If your sin is refusing to go on a mission God has plainly called you to do, you have not committed the unpardonable sin. Jonah went the opposite way when God told him to preach to Nineveh (Jonah 1:3), but God forgave him.

If your sin is divorce, even being divorced several times, you have not committed the unpardonable sin. A Samaritan woman had five husbands plus a live-in lover by the time she met Jesus (John 4:18), but God forgave her.

If your sin is cheating and stealing and misusing government power, you have not committed the unpardonable sin. Zacchaeus used his government position as tax collector to rip off many people (Luke 19:1-10), but God forgave him.

If your sin is being so messed up that demons from hell are literally at home in you and running your life, you have not committed the unpardonable sin. Mary Magdalene had seven demons (Luke 8:2), and God forgave her.

If your sin is chickening out under pressure and refusing to identify with Jesus and even cursing to prove it, you haven’t committed the unpardonable sin. Peter denied Christ with curses (Mark 14:70), and God forgave him.

If your sin is doubt and disbelief, you haven’t committed the unpardonable sin. Thomas doubted Jesus’ resurrection and wouldn’t believe those who saw Christ alive (John 20:25), and God forgave him.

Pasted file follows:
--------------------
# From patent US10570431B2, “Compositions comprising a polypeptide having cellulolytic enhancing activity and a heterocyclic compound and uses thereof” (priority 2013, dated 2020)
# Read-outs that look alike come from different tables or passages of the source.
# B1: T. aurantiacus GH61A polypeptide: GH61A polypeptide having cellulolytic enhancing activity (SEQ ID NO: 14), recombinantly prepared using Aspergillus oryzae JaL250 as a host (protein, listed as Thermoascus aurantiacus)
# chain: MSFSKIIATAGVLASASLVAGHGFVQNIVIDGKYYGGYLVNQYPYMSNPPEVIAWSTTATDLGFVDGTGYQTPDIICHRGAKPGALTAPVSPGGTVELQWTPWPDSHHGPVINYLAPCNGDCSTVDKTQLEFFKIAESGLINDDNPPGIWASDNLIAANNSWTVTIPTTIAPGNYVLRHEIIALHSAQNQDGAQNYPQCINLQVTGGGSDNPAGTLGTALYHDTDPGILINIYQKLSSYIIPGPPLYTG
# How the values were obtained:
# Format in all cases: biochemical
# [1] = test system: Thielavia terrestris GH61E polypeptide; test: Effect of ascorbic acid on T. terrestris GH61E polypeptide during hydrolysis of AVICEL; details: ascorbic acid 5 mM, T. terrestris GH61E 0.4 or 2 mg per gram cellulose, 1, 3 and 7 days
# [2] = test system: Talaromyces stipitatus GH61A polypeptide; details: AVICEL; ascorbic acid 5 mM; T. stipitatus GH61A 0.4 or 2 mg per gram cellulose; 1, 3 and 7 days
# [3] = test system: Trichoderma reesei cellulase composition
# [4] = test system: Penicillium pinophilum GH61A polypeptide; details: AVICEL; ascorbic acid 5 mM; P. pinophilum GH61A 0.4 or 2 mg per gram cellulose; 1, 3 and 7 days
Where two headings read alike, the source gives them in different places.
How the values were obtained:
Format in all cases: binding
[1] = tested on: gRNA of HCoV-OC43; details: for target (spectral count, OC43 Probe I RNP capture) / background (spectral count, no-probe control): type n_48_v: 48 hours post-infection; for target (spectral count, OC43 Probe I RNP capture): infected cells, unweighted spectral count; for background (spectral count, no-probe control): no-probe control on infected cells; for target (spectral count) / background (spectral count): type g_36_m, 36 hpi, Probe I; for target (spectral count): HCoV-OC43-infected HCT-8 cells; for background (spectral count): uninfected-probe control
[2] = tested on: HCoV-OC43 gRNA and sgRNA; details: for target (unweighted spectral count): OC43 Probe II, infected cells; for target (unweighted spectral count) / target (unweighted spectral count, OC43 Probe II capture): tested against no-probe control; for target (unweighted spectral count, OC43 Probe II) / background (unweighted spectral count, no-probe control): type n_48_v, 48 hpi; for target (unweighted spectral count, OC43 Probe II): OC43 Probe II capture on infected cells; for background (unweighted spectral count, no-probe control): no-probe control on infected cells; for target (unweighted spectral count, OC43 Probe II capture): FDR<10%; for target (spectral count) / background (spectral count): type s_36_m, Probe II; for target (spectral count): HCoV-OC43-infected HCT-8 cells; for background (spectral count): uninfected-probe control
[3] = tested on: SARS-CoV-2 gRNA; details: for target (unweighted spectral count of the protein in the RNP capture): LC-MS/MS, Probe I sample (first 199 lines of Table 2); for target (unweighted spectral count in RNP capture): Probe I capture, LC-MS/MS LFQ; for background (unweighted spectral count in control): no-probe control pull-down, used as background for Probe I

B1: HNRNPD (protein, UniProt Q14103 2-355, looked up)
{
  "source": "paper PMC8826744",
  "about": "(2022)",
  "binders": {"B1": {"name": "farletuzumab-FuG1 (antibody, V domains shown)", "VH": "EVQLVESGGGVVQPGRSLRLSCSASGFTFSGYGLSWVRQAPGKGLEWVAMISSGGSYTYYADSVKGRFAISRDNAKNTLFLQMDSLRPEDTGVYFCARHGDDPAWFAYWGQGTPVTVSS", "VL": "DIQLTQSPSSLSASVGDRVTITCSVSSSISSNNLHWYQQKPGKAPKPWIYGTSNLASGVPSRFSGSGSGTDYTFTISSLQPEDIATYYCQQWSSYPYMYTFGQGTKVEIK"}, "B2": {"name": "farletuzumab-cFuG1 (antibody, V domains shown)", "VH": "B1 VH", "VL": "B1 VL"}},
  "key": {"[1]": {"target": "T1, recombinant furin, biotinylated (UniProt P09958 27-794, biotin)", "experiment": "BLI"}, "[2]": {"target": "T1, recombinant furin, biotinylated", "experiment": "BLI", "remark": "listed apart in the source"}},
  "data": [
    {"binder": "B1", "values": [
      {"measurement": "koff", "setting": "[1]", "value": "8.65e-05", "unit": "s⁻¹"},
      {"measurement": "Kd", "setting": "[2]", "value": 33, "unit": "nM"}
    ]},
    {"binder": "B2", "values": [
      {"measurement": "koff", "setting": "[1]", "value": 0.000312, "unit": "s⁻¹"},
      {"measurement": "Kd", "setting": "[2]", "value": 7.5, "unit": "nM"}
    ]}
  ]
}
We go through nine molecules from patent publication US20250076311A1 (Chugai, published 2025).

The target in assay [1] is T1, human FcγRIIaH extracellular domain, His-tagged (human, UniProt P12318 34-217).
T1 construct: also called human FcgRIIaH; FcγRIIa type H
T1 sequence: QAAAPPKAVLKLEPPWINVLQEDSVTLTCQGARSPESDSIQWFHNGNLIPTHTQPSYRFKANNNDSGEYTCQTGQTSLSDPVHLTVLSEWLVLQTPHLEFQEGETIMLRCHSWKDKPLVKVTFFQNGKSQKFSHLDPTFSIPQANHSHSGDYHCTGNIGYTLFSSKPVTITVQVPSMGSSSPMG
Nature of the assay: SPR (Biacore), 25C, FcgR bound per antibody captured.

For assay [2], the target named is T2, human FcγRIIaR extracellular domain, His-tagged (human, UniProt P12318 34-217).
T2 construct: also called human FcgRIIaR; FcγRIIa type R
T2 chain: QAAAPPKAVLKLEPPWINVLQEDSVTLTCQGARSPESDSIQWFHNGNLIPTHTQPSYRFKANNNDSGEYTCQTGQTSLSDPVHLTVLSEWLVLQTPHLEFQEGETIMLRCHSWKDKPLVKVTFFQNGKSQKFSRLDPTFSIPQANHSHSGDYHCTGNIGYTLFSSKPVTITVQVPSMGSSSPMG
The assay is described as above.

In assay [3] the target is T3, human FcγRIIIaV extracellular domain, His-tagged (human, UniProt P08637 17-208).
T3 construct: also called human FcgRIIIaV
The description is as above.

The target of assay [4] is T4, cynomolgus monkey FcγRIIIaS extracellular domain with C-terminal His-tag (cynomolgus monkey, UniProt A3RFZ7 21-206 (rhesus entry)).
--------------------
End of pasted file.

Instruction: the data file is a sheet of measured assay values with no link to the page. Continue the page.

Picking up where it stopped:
If your sin is blasphemy against Jesus and cruelty to Christians, you haven’t committed the unpardonable sin. The apostle Paul was formerly “a blasphemer and a persecutor and a violent man, (1 Timothy 1:13), and God forgave him.

If your sin is involvement in voodoo or making deals with evil spirits or worshiping false gods who are really demons, you have not committed the unpardonable sin. Many in Corinth had done such things, but God forgave them.

If your sin is pornography or homosexuality or stealing or cheating (1 Corinthians 6:9-11), you haven’t committed the unpardonable sin. If your sin is doing something wrong over and over, even though you know it’s wrong and wish you could stop (Romans 7:19), you haven’t committed the unpardonable sin. People in the Bible did all these things and worse, but they were made right with God and made clean.

Does this mean that such sins are just a minor matter? Of course not. All sin offends God and deserves hell. And that’s exactly where each of these sins will bring you apart from repentance and forgiveness. You can’t enter God’s kingdom if you won’t repent and reject your sin. Forgiveness is not automatic. If you won’t admit that you’re wrong, if you don’t want to change, if you reject Jesus’ death as the payment for your sin, you will remain unforgiven, and you will suffer God’s punishment forever in the fires of hell.